Ironies abound. Oil was an unavoidable necessity for enjoying the Arctic refuge. Oil refined into fuel transported us to and from the tundra. Oil was feedstock for polymers fabricated into our camping equipment and the very clothes on our backs.
It is too simplistic to blame America’s high oil dependence on politicians or oil companies. Our dangerous ride on an accelerating oil treadmill is the legacy of many decisions, both individual and societal.
Nevertheless, America’s current energy diet, with its heavy servings of oil, carries serious risks, like the heart attacks awaiting those who indulge in too many fatty foods.
America is importing more oil as U.S. fields decline and demand soars. Since oil is traded in a global market, price and supply are influenced by faraway events and dysfunctional regimes outside U.S. control. The more we depend on the global oil market, the greater our vulnerability to price shock or supply disruptions.
Rising demand from the U.S., China and other nations is tightening the market, raising price volatility and sowing the seeds of potential conflict.
PHOTO TO COME: Prudhoe Bay © Martha Marks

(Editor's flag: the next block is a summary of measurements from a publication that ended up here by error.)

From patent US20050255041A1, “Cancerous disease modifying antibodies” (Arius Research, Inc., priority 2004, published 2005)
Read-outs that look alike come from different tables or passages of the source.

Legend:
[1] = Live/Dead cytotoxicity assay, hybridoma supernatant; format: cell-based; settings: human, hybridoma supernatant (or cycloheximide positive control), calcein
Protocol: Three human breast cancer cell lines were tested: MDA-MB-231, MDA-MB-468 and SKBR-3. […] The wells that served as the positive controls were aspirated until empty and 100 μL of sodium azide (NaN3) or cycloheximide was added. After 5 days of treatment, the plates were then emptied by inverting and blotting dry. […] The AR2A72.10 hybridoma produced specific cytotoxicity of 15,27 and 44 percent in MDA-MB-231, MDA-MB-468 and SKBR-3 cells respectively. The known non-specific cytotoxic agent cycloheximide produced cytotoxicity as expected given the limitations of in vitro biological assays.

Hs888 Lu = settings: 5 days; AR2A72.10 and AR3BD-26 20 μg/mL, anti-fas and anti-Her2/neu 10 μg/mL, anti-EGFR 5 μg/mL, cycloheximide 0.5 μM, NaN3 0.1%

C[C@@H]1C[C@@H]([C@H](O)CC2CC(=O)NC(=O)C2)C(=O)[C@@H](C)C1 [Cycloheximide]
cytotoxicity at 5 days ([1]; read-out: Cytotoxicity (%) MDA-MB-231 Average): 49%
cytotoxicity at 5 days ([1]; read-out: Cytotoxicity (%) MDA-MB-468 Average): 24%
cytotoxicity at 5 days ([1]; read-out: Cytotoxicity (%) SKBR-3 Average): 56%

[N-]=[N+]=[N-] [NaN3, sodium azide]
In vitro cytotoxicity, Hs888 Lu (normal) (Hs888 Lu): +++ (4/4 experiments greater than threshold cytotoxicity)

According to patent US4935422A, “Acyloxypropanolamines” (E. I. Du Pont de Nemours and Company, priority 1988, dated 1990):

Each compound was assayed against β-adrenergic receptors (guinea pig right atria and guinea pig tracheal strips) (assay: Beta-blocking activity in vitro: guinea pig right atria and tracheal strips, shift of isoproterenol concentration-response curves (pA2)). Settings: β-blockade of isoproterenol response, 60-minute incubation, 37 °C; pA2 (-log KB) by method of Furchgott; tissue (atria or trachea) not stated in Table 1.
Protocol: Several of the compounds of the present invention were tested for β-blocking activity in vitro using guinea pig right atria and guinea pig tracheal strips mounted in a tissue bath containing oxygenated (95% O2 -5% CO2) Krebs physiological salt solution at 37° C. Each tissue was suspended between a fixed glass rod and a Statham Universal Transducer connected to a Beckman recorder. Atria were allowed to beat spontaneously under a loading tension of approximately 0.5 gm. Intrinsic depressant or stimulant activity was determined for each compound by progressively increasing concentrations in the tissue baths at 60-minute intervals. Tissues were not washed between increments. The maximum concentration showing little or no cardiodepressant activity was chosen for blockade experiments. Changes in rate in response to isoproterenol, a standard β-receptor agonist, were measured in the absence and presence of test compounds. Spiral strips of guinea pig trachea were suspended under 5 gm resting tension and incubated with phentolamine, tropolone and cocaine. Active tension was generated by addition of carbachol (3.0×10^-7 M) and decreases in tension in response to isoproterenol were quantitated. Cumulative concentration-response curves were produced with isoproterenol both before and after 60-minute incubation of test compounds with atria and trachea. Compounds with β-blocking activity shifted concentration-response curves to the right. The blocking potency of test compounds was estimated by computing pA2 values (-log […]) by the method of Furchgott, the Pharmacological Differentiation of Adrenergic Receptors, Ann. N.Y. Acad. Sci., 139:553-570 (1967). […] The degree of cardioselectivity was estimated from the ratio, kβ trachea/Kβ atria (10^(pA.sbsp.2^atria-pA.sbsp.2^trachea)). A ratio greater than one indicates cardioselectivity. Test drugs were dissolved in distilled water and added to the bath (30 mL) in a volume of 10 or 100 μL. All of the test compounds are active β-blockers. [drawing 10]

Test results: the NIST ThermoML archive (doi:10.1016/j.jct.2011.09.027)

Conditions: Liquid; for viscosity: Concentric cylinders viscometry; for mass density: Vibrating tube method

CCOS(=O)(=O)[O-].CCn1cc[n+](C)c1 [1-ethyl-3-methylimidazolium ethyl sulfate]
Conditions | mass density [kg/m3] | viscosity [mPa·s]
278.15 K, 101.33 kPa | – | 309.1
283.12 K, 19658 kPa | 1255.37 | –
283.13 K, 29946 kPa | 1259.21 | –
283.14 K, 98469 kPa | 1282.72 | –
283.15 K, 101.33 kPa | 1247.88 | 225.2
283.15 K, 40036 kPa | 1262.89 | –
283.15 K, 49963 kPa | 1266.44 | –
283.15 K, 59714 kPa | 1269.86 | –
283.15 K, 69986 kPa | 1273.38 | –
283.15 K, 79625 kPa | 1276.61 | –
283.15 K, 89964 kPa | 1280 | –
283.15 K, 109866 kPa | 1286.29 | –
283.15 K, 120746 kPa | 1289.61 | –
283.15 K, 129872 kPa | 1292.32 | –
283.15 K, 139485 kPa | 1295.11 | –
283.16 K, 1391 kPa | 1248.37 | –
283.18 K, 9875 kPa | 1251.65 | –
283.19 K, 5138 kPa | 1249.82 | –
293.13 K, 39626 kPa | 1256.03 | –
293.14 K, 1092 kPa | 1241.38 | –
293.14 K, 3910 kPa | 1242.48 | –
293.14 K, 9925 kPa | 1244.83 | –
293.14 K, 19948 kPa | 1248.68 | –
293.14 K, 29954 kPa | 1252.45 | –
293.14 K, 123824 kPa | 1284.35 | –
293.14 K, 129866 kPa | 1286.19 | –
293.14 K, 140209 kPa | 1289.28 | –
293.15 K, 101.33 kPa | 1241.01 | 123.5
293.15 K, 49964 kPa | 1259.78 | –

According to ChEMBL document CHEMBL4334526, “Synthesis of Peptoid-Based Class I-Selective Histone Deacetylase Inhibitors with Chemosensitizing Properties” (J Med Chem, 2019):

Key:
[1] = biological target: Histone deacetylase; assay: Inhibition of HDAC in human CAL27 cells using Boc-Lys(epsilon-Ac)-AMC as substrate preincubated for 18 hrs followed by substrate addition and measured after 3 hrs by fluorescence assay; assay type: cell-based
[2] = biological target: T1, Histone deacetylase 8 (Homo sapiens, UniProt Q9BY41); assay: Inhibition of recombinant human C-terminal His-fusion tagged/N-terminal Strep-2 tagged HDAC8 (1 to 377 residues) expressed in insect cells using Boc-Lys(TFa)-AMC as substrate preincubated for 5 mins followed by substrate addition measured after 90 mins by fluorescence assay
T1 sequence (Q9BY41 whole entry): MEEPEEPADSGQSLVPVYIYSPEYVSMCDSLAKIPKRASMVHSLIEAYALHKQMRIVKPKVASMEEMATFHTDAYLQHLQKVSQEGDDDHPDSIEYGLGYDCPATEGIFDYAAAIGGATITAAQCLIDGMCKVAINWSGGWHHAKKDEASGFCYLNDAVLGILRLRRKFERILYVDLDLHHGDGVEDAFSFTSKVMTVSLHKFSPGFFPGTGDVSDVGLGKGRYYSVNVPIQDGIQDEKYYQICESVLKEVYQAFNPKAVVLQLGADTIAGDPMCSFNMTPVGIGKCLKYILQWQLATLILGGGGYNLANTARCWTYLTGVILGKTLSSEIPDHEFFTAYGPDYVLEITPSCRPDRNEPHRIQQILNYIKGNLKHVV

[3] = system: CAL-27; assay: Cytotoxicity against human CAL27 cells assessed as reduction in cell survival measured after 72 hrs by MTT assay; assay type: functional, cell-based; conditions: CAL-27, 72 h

Adding a relatively small bucket of Arctic refuge oil to the global petroleum pool would do little to solve this systemic supply-and-demand problem. Drilling the refuge would mean surrendering to old habits rather than finding long-term solutions, like a heart patient who “solves” his weight problem by buying a bigger pair of pants.
Even if the economic issues could be solved, burning oil injects carbon dioxide into the atmosphere. That’s risky behavior, because we’re tampering with complex atmospheric systems that govern climate.
Climate is the cradle providing hospitable conditions that support human civilization. Rock the cradle and those conditions may change in ways likely to be costly and unpleasant. Early warning bells are ringing in Alaska. Sea levels are rising. Weather patterns are tending toward extremes. Seasonal cues that guide wildlife feeding and reproduction are off kilter.
Old habits depart reluctantly. Patients resist doctors’ warnings to change their ways, but delay only makes necessary change that much harder. As writer Bill McKibben likes to say, the laws of physics and the laws of Congress are on a collision course, and the laws of physics are not likely to yield.
Trimming our oil appetite and phasing in a new energy menu will require enough maturity to imagine better alternatives and enough discipline to implement them.
Practicing maturity and discipline means establishing boundaries. Far from being constraining, boundaries break down mental walls, opening the door to fresh thinking.
Leaving the Arctic National Wildlife Refuge just as it is, as nature made it, will establish one such boundary. In the Arctic wilderness, we will find the freedom to make better choices.